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Aug 20, 2012 06:24 PM

Cast iron woes - some foods stick and burn, others do not

My cast iron was the star of the show this weekend – Saturday: seared tuna and Sunday – bison steak. Saturday, the pan lived up to its usual reputation and turned out a perfectly seared tuna steak. However, on Sunday I felt betrayed by my lovely pan. I usually do not use any oil when searing in the cast iron. For the tuna, I marinated it in a soy marinade, dried on paper towels, seasoned with pepper, and seared in a dry pan with formation of a good crust and no stickage. For the steak, I seasoned with pepper, salt, and Cavendar’s and seared in a dry pan, but there was not only stickage, but also abysmal crust formation and the bits in the pan started to burn and smoke while finishing up cooking. What is the issue here?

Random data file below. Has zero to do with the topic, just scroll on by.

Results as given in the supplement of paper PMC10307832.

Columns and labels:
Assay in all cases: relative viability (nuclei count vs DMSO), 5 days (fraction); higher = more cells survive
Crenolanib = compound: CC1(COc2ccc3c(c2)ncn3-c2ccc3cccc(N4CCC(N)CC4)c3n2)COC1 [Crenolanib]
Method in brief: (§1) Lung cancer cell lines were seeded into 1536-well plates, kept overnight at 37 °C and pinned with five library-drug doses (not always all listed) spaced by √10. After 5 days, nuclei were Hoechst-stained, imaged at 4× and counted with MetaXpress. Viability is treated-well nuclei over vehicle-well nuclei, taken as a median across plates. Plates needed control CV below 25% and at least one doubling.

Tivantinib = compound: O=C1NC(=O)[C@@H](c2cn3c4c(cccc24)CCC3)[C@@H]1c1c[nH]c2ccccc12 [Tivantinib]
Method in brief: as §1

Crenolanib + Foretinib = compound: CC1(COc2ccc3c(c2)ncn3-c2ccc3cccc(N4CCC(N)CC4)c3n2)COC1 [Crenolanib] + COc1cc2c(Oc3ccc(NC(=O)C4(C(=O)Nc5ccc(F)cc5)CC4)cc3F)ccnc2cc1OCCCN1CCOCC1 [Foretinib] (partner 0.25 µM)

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    1. re: Becca Porter

      Isn't tuna a fairly lean piece of fish? I would understand the difference it were salmon vs bison, but tuna is fairly lean.

    2. just because it's a cast iron pan, doesn't mean you should omit oil. though, that's not necessarily the reason for the stickage.

      You mentioned there was a weak crust. maybe you didn't let the pan heat up enough before popping the bison on? Or maybe you did not properly dry the steak before throwing it on the pan. it could also be the oil.

      Maybe... you washed it with too much soap and the nonstick layer came off? How old is your cast iron pan? do you season it frequently?

      if i had to guess... i'd say the pan was not properly heated before you put on the steak. if that is not the case, i would guess that it's due to the fact you had omitted the oil. hard to tell, so i'm just giving wild guesses.

      2 Replies
      1. re: darrentran87

        any reason why seasonings other than pepper would burn? just another idea i thought of

        1. re: fldhkybnva